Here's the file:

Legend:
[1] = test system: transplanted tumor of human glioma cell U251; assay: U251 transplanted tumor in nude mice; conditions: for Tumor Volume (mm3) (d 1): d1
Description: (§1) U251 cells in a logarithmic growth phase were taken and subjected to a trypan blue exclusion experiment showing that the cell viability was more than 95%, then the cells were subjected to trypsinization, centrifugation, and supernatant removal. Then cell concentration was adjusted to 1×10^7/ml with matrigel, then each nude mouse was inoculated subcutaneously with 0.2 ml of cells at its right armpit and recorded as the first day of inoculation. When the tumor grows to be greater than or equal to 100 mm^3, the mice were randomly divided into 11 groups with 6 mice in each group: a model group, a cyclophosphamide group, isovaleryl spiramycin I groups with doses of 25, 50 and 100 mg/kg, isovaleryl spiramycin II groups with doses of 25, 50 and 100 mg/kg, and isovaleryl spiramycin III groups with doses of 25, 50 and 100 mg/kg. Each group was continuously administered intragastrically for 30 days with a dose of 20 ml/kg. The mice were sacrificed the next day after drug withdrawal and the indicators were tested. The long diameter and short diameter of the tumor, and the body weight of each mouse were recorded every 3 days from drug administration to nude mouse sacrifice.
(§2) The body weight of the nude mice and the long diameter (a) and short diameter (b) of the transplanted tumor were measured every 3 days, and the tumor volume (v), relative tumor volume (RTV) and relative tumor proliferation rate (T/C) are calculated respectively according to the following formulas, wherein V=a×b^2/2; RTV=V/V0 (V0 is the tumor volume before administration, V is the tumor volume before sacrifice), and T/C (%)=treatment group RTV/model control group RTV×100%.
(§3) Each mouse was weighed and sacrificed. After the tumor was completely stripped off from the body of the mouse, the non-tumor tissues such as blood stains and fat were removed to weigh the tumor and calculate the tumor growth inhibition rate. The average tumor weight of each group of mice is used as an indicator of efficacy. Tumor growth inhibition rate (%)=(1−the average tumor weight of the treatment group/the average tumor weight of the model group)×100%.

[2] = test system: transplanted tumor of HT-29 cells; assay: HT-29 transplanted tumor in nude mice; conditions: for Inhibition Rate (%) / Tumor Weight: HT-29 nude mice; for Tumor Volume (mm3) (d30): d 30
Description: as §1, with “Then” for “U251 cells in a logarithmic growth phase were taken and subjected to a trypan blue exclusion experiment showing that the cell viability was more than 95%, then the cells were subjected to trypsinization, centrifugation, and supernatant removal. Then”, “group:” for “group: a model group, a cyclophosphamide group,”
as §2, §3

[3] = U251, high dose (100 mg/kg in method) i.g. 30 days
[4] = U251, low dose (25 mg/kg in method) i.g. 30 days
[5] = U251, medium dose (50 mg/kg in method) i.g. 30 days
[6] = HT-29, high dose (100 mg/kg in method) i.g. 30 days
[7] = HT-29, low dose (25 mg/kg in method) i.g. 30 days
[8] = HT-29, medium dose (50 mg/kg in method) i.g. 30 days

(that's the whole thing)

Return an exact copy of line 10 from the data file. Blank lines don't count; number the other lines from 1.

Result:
[4] = U251, low dose (25 mg/kg in method) i.g. 30 days